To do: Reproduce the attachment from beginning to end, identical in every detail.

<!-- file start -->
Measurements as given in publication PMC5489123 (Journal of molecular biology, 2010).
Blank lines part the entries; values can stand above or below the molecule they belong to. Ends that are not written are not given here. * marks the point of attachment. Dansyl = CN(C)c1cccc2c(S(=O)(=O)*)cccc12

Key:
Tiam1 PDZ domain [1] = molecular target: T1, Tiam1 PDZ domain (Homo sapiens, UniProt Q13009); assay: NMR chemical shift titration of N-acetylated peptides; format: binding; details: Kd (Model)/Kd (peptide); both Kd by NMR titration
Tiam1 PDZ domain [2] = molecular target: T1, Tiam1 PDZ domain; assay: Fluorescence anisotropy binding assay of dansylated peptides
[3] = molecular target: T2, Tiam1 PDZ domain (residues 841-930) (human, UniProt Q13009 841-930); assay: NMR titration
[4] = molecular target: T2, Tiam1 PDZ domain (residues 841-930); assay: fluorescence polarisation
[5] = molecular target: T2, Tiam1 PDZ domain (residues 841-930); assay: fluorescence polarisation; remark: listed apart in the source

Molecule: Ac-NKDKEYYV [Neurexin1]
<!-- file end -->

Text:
Measurements as given in publication PMC5489123 (Journal of molecular biology, 2010).
Blank lines part the entries; values can stand above or below the molecule they belong to. Ends that are not written are not given here. * marks the point of attachment. Dansyl = CN(C)c1cccc2c(S(=O)(=O)*)cccc12

Key:
Tiam1 PDZ domain [1] = molecular target: T1, Tiam1 PDZ domain (Homo sapiens, UniProt Q13009); assay: NMR chemical shift titration of N-acetylated peptides; format: binding; details: Kd (Model)/Kd (peptide); both Kd by NMR titration
Tiam1 PDZ domain [2] = molecular target: T1, Tiam1 PDZ domain; assay: Fluorescence anisotropy binding assay of dansylated peptides
[3] = molecular target: T2, Tiam1 PDZ domain (residues 841-930) (human, UniProt Q13009 841-930); assay: NMR titration
[4] = molecular target: T2, Tiam1 PDZ domain (residues 841-930); assay: fluorescence polarisation
[5] = molecular target: T2, Tiam1 PDZ domain (residues 841-930); assay: fluorescence polarisation; remark: listed apart in the source

Molecule: Ac-NKDKEYYV [Neurexin1]